The Kid Kit empowers families through play - United Way Alberta Capital Region

The Kid Kit empowers families through play

May 9, 2022


Zachary and his wife Eleana are newcomers to Canada*. Coming to a new country where they don’t know the language has been stressful and exhausting. At the end of the day, they barely have enough energy to play with their young daughter Hannah.

While accessing support from a local social services agency, a worker shows them The Kid Kit®. Provided by United Way of the Alberta Capital Region, The Kid Kit helps families learn more about child development through play.

“The Kid Kit creates opportunities for families to learn foundational skills that help them to face the more challenging moments in their lives,” explains Rebecca Jansen, United Way’s Associate, Children & Youth.

Playful parenting leads to stronger bonds, resiliency
The key to The Kid Kit’s success is in the guidance provided by the agency support staff to families. Many families who use The Kid Kit don’t speak English at home. By working one-on-one with families, staff bring the kits to life and make the information about child development more accessible.

When Hannah opens the kit, she’s delighted to find some crayons and a new book, and her parents look through a set of flashcards that their support worker translates. Together, they learn that child development isn’t just biological and is affected by positive caregiver-child relationships.

“Research shows that strong parent-child relationships, with a focus on play and playfulness, leads to positive childhood development,” Rebecca says.

Breaking the cycle of poverty through stronger parent-child bonds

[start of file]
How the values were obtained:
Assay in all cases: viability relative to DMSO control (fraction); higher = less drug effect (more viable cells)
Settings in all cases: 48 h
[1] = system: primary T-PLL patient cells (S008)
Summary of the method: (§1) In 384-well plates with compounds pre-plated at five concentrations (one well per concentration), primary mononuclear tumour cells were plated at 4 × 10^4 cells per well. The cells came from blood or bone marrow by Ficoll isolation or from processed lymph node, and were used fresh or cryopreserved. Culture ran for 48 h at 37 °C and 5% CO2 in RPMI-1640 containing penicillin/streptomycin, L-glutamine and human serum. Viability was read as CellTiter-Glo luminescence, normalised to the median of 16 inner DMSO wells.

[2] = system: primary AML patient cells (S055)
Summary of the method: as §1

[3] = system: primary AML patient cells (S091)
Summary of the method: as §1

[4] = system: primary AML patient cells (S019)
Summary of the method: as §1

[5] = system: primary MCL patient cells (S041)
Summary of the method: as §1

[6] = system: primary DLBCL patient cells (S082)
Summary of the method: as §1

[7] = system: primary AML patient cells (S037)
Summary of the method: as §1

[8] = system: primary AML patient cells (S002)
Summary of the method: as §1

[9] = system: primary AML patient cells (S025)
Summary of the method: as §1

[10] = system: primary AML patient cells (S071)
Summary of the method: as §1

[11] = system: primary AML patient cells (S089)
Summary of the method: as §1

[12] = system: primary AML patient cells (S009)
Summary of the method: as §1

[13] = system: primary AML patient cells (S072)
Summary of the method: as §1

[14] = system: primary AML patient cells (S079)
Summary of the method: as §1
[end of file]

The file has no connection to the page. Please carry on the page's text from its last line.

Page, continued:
While it may look like a simple care package, The Kid Kit is a powerful tool that helps families build stronger relationships while also guiding their child’s development. In turn, children are better prepared for the social aspects of starting school and can focus on academics. And we know that success in school can help kids stay in school until graduation, which helps to break the cycle of poverty.

As they learn more, Zachary and Eleana are inspired to get their daughter more involved in art. Having this kind of support during difficult times took a weight off their shoulders.

“It helps start conversations between my wife and me about what we notice about our daughter’s progress,” explains Zachary. “I now follow my child’s lead during play and spend more time one-on-one with her.”

*This story is a composite of experiences from families and agency staff who use The Kid Kit.

Indigenous stories added to kits
United Way regularly evaluates and adapts The Kid Kit® to meet the needs of families. For instance, 17 per cent of families who use the kit identify as Indigenous, Métis, or Inuit. And so, as of spring 2022, United Way is adding books by Indigenous authors to each age group for the Kid Kit.

“This is a small step toward acknowledging the significance of Indigenous Knowledge in child development,” explains Rebecca.

“It was also important for us to increase Indigenous representation — not only for Indigenous families to see themselves in these stories but for all families to learn more about Indigenous ways of knowing and being.”

Each book’s theme reflects Indigenous worldview, aligning Indigenous Knowledge with the developmental stages of each kit.

The list of Indigenous books being added to the Kid Kit:

Kit 1 (0-6 months): Sweetest Kulu by Celina Kalluk

Kit 2 (7-12 months): I Can See You by Rosemarie Avrana Meyok

Kit 3 (13-18 months): Black Bear, Red Fox: Colours in Cree by Julie Flett

Kit 4 (18 months-3 years): Carry Me, Mama by Monica Devine

Kit 5 (4-5 years): Caribou Song by Tomson Highway